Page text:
An individual retirement account is defined under Internal Revenue Code Section 408 as a trust created or organized in the United States for the exclusive benefit of an individual or his beneficiaries. The trustee of the IRA is the bank or IRA custodian that is responsible for the IRA administration and, in most cases, the custodian of the IRA assets.
What is an IRA Trustee?
An IRA trustee, also called a custodian, is the institution that administers your IRA. By law, every qualified retirement plan must have a custodian or trustee. A trustee may be a bank, credit union, financial institution, or trust company, such as IRA Financial Trust. IRS regulations require that either a qualified trustee or custodian hold the IRA assets on behalf of the IRA owner. A Self-Directed IRA custodian, also called a passive custodian, allows IRA holders to engage in non-traditional investments (i.e. real estate), but generally does not offer investment advice or serve as a fiduciary.
In sum, pursuant to Internal Revenue Code Section 408, an IRA can be established and administered by a bank, financial institution, or authorized trust company. An IRA trustee, also called a custodian, is the institution that administers your IRA. By law, every IRA must have a custodian or trustee.
The IRA custodian has the right to decide what types of IRS approved investments it will allow its IRA clients to invest in. Almost all banks and financial institutions that offer IRAs only permit their IRA clients to invest in traditional assets, such as equities, mutual funds, and exchange traded funds. On the other hand, a Self-Directed IRA custodian, also called a passive custodian, allows IRA holders to engage in non-traditional investments (i.e. real estate) and does not offer investment advice. Hence, unlike financial institutions which earn fees and commissions from facilitating traditional investments, a Self-Directed IRA custodian does not sell investments or provide investment advice. A Self-Directed IRA custodian earns fees for providing IRA administration and custody services for IRS approved alternative assets
The IRA custodian is essentially responsible for maintaining and administering the IRA. To this end, the IRA custodian is tasked with the responsibility of complying with all IRS reporting requirements with respect to the IRA, such as the filing of IRS Forms 5498 and 1099-R.
The Self-Directed IRA custodian is not a fiduciary and does not offer any investment advice. Its sole role is to facilitate non-prohibited transactions based on the exclusive direction of the IRA holder. Making the investment(s) on the IRA owners behalf. In addition, a self-directed IRA custodian is not permitted to offer legal or tax advice.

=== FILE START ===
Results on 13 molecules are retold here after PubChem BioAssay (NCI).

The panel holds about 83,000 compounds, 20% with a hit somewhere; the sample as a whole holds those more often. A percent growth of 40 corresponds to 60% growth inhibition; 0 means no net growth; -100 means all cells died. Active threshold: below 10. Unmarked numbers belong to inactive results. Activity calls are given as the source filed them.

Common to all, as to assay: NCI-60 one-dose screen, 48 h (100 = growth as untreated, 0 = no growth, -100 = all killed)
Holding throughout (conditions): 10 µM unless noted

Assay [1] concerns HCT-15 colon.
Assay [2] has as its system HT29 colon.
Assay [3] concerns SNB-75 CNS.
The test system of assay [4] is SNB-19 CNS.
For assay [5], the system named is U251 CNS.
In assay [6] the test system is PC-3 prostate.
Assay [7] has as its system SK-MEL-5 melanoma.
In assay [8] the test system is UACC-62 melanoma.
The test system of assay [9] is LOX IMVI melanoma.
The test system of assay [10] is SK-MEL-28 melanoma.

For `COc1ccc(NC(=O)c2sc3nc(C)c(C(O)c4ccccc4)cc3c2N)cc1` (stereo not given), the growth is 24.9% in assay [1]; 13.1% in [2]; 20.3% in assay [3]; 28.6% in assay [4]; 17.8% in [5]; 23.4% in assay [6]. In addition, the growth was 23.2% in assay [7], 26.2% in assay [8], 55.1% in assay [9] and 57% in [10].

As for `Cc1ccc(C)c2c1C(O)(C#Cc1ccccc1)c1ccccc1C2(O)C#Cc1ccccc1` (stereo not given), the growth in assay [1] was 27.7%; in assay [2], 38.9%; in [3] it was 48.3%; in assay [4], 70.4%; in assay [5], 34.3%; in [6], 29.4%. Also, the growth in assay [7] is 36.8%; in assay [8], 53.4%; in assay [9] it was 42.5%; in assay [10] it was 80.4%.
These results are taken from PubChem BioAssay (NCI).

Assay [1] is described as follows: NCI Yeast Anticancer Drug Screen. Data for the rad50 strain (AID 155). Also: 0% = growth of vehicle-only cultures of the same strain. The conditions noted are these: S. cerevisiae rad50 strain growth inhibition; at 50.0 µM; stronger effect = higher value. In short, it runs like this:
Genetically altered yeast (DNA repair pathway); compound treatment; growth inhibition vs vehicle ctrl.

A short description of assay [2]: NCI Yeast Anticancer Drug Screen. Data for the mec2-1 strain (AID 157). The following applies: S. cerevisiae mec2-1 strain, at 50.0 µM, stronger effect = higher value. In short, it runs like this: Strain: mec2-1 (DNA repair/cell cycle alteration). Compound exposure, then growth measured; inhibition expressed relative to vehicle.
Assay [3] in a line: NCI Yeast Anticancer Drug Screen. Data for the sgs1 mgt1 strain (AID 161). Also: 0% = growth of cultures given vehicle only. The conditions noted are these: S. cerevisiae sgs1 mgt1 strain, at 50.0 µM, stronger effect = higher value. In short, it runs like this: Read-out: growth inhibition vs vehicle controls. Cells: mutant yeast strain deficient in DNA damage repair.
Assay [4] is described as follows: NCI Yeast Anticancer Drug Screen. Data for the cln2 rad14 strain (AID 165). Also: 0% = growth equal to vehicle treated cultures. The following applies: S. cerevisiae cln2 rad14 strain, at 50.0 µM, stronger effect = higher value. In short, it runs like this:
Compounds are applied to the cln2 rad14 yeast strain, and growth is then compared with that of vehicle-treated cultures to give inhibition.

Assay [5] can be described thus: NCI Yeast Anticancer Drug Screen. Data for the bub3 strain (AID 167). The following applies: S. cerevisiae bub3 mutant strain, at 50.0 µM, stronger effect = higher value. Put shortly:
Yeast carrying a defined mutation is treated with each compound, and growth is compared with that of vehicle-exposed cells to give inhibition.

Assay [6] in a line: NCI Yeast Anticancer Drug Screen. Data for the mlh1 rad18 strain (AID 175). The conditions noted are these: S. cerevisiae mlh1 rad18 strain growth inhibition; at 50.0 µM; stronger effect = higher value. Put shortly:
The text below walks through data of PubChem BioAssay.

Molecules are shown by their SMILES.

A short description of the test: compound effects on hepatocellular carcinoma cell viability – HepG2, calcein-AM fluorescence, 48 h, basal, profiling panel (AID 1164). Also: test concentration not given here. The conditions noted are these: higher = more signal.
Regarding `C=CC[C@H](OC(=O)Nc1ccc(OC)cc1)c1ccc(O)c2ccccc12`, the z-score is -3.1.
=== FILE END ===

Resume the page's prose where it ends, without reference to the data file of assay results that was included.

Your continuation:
Opening a Self-Directed IRA Account with an IRA Trustee
The first step to establishing a Self-Directed IRA is opening an account with a Self-Directed IRA custodian, such as IRA Financial. The account opening process can be done in minutes and generally involves completing an online application. The online application will request personal information of the IRA holder as well as information pertaining to the type of IRA ones wishes to establish. In addition, the IRA holder will be asked to provide a copy of a license as well as an account statement displaying the rollover information.
The second step to establishing a Self-Directed IRA account is funding the account. In general, there are two ways to fund a Self-Directed IRA. The first is via an IRA contribution. The maximum IRA contribution for 2022 is $6000 or $700 if over the age of 50. The second way to fund in an IRA is via a rollover. Rollovers can be direct and indirect and are generally tax-free.
The third and final step to establishing a Self-Directed IRA is making the Self-Directed IRA investment. This is where the client directs the IRA trustee (the IRA custodian) to make the IRA investment. The IRA custodian is not responsible for advising on the investment nor is it permitted to provide any investment advice or investment recommendation. The Self-Directed IRA custodian has no fiduciary responsibility to the IRA owner and is simply the party responsible for facilitating the Self-Directed IRA investment. It is for this reason that every Self-Directed IRA investor should perform adequate due diligence on all Self-Directed IRA investments as they are solely responsible for its outcome. Accordingly, working with a financial or tax advisor that can help you review the financial terms and risks inherent in the Self-Directed IRA investment is important.